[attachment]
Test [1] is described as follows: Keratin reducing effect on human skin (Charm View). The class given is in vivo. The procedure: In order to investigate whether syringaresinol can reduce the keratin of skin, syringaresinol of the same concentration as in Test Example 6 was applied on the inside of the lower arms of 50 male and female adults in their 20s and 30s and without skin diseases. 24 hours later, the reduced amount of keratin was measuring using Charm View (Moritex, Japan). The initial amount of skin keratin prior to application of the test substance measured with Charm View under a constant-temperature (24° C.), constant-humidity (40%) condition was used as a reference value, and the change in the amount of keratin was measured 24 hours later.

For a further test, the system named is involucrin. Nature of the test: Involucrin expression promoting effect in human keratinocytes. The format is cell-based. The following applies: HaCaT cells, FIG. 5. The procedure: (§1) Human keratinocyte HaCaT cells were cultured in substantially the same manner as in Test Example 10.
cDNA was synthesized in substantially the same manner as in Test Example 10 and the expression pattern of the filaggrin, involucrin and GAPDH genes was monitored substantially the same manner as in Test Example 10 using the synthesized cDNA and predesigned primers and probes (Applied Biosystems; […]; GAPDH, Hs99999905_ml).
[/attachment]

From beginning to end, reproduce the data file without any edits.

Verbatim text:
Test [1] is described as follows: Keratin reducing effect on human skin (Charm View). The class given is in vivo. The procedure: In order to investigate whether syringaresinol can reduce the keratin of skin, syringaresinol of the same concentration as in Test Example 6 was applied on the inside of the lower arms of 50 male and female adults in their 20s and 30s and without skin diseases. 24 hours later, the reduced amount of keratin was measuring using Charm View (Moritex, Japan). The initial amount of skin keratin prior to application of the test substance measured with Charm View under a constant-temperature (24° C.), constant-humidity (40%) condition was used as a reference value, and the change in the amount of keratin was measured 24 hours later.

For a further test, the system named is involucrin. Nature of the test: Involucrin expression promoting effect in human keratinocytes. The format is cell-based. The following applies: HaCaT cells, FIG. 5. The procedure: (§1) Human keratinocyte HaCaT cells were cultured in substantially the same manner as in Test Example 10.
cDNA was synthesized in substantially the same manner as in Test Example 10 and the expression pattern of the filaggrin, involucrin and GAPDH genes was monitored substantially the same manner as in Test Example 10 using the synthesized cDNA and predesigned primers and probes (Applied Biosystems; […]; GAPDH, Hs99999905_ml).